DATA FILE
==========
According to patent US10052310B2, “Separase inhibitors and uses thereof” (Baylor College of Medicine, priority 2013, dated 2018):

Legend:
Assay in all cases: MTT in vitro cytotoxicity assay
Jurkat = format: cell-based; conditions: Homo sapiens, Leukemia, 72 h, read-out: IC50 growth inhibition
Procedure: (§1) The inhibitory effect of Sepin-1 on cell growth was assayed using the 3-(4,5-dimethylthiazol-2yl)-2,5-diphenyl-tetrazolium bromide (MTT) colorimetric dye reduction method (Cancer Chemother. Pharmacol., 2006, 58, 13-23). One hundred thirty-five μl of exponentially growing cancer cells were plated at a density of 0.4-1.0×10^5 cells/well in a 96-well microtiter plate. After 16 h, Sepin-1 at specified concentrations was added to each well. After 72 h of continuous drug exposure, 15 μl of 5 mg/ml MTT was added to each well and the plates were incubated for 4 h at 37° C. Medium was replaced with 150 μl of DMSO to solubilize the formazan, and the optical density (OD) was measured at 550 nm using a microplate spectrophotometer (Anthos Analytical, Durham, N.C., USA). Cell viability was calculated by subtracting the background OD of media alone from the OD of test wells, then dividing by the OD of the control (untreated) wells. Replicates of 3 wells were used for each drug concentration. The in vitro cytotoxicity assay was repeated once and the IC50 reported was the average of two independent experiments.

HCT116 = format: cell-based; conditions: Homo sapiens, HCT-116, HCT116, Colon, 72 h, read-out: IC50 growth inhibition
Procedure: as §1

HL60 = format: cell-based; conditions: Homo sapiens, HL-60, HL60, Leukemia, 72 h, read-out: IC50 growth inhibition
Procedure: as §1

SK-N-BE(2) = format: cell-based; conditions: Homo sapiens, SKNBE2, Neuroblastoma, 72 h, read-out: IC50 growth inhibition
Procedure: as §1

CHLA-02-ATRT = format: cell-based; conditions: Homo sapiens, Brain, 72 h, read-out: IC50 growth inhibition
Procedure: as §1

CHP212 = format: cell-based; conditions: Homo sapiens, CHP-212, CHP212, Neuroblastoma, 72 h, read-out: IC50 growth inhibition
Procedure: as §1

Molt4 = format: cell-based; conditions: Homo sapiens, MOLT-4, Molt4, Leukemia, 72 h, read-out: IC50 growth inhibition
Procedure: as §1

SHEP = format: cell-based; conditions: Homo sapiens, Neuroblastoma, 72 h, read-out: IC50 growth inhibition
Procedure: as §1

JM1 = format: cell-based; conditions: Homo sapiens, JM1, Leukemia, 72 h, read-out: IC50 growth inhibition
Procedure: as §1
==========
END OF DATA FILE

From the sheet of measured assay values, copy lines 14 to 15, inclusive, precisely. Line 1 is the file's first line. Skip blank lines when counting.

CHP212 = format: cell-based; conditions: Homo sapiens, CHP-212, CHP212, Neuroblastoma, 72 h, read-out: IC50 growth inhibition
Procedure: as §1